I am no political analyst. I am no sociologist. I am not even a political journalist. However, it would feel irresponsible and delusional to write about anything else today. So I will write about it, with as much knowledge, honor and honesty as I can offer.

In my years of being scorned for wanting to discuss politics, the past several months have brought me so much joy, because, for the first time in so long, people were willing to talk again. They wanted to shout, even. To see folks my age so thrilled to support the Bernie Sanders campaign moved me in a way I’d never felt before, and I will continue to revere that memory. But after Bernie lost the DNC nomination to Hillary Clinton, I saw a kind of regression within the allegedly “progressive” peers all around me.

I cannot tell you the number of people I met, who so arrogantly snorted that they weren’t voting at all. These were educated, middle class, privileged people, such as myself. One woman, whom I met at a bar in Brooklyn, haughtily blurted that her “morals were worth more than stooping to the farce this election has become.” This woman was an educator (guess what programs consistently get cut first by conservative administrations?). She then went on to describe the magical utopia that is Burning Man.

One thing I have consistently encountered lately is this misdirected idea of how things actually work. You can go to Burning Man all you want if you can afford it, but you still live here. In reality. In the U.S. of A. And as of this election, you now live under the Trump administration. And it’s important to say that, no matter how difficult it is to hear. Because burying our heads, drinking ourselves numb, doing molly, and thinking this is only going to be a four-year thing, is the last thing we want to do right now. We must remember that whatever force was summoned to try to stop Trump from winning this election, needs to be amplified exponentially to make sure it never happens again.

Of the 44 pre-Trump leaders this nation has elected, less than 12 have been one-term presidents. The model tells us that incumbents almost always win reelection. So I would like to encourage all of us, four years in advance, to remember that, and to never have the thought “there’s no way that could happen!” again. Because it can happen. It just did.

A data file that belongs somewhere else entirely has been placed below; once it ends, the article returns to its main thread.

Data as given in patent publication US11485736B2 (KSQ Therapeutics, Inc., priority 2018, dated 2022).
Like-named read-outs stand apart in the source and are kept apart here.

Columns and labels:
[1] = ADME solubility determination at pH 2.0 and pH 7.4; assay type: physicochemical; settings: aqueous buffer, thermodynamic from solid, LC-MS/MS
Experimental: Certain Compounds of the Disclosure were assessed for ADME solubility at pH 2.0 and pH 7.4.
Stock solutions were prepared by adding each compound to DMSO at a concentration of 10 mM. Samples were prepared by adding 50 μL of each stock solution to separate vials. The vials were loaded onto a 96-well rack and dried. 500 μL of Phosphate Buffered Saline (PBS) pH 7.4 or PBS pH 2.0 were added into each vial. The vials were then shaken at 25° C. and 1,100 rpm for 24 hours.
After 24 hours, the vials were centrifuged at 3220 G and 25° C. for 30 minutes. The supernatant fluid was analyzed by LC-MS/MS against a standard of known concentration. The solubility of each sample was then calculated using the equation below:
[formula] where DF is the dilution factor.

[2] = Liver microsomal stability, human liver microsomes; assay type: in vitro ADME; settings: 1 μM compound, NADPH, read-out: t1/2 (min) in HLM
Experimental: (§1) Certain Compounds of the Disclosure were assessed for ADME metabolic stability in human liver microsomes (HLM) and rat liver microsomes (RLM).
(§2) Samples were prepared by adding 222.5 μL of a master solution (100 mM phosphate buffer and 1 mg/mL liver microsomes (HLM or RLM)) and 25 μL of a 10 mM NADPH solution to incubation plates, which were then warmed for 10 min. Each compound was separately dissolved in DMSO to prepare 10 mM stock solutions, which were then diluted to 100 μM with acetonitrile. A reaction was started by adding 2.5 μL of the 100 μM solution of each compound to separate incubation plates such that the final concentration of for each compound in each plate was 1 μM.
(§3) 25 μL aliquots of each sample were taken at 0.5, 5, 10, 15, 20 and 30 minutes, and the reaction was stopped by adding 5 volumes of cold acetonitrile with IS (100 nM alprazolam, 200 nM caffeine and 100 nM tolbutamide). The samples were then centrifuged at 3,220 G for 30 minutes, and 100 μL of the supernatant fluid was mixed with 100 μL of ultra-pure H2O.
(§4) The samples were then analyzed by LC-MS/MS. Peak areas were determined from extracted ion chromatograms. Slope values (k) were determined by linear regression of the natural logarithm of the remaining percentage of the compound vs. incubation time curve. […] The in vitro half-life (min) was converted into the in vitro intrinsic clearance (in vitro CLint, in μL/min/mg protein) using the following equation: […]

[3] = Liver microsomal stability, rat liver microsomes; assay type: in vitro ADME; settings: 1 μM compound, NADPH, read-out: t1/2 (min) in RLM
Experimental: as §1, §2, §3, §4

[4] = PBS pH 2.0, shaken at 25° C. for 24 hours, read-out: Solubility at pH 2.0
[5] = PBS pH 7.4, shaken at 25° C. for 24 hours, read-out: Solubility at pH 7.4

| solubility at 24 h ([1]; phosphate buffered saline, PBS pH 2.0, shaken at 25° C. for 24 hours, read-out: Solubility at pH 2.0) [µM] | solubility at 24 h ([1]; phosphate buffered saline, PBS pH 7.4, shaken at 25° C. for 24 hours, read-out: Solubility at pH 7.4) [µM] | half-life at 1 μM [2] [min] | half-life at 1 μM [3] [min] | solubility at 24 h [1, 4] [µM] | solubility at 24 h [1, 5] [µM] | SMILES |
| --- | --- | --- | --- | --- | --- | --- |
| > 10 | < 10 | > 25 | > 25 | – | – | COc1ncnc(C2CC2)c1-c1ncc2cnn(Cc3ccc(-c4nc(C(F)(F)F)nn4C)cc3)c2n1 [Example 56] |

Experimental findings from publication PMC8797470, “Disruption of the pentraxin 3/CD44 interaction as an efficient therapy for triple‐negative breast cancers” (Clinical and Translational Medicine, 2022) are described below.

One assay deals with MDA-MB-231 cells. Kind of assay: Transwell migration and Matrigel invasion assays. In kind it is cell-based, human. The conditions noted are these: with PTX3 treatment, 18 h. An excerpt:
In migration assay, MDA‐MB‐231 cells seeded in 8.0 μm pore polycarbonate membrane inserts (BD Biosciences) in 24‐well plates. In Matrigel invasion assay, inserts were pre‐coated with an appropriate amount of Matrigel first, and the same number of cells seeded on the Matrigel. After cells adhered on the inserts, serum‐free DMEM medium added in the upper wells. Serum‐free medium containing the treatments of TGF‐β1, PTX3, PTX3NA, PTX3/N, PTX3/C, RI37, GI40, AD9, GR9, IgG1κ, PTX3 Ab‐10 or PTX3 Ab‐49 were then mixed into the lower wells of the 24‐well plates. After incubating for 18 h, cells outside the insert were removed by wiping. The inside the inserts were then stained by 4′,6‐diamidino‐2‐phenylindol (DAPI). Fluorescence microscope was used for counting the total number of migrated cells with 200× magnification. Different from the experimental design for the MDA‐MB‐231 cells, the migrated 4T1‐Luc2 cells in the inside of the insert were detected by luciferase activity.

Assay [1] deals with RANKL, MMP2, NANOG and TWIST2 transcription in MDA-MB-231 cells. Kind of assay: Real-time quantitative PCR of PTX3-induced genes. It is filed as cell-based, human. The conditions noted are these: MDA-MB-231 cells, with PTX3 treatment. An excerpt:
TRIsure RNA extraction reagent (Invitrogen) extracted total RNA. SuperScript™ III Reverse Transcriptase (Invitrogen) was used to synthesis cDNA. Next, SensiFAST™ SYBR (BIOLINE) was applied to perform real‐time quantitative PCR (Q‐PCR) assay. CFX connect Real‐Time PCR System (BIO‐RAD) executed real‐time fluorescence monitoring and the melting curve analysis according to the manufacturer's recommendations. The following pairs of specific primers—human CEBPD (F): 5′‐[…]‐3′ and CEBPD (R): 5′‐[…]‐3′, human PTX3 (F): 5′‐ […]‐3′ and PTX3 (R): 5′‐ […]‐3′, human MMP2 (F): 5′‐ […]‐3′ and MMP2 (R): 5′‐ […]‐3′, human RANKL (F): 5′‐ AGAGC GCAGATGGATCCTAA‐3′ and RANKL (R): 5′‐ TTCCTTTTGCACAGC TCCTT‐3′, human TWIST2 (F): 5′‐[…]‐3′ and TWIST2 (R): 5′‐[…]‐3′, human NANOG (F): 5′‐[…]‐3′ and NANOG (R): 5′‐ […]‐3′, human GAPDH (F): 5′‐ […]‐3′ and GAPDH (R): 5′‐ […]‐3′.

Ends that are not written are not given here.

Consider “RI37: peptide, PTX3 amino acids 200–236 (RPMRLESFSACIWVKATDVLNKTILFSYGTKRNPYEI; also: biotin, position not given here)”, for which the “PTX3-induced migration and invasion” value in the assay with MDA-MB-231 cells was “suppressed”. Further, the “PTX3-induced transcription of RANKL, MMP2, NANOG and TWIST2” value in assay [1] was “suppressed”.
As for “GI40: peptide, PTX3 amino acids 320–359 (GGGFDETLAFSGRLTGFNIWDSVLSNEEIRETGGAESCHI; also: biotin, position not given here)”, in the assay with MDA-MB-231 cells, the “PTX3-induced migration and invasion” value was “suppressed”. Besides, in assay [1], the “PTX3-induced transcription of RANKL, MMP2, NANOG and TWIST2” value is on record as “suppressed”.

It is a harsh reality we face today, tomorrow, and beyond. But I will not leave you on this note. If you’ve been kind enough to read this far, you’re due a bit of optimism. Optimism is not the atheist’s game. Many of you may believe in God, in the afterlife, in reincarnation. I have never believed in reincarnation on a metaphysical level. But I do believe in reincarnation on a historical level. The movements left unfinished from one era recur in the future, hopefully, closer to achieving their original goal with each wave, each rebirth.

The Suffragettes (and I am HEAVILY paraphrasing) carved a path for feminists in the ‘60s and ‘70s, and so they did the same for the contemporary feminist movement, which, let us not forget, took part in getting the first near-win for a female presidential candidate ever. From the abolition of slavery to the Civil Rights struggle, to the Black Lives Matter movement – it is a continuum that is unfortunate but necessary to keep improving the quality of human life in this country, especially when those in control consistently deny that there is a problem to begin with. So while I say that today is “The Day the Country Died,” please know I believe in its eventual rebirth.